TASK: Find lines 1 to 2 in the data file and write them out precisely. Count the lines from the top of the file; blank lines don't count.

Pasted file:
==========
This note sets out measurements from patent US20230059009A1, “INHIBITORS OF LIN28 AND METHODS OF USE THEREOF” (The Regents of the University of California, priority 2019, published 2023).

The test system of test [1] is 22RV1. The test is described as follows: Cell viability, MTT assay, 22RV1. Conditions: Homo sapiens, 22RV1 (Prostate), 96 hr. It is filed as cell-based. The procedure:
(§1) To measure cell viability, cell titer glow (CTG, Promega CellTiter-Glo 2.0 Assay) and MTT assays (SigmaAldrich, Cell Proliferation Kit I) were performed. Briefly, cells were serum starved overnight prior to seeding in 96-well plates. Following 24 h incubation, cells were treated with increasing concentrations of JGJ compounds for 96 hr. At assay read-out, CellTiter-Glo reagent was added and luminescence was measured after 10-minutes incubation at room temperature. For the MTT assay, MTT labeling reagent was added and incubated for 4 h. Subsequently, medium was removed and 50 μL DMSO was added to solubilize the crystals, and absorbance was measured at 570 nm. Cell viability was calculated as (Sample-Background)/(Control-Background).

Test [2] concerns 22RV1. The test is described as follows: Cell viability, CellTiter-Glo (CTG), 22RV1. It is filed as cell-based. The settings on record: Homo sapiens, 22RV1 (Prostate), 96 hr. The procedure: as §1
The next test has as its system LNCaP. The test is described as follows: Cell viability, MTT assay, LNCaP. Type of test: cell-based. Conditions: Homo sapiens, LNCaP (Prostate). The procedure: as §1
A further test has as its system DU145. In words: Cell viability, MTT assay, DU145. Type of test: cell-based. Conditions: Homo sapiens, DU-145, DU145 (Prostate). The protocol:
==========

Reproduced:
This note sets out measurements from patent US20230059009A1, “INHIBITORS OF LIN28 AND METHODS OF USE THEREOF” (The Regents of the University of California, priority 2019, published 2023).

The test system of test [1] is 22RV1. The test is described as follows: Cell viability, MTT assay, 22RV1. Conditions: Homo sapiens, 22RV1 (Prostate), 96 hr. It is filed as cell-based. The procedure: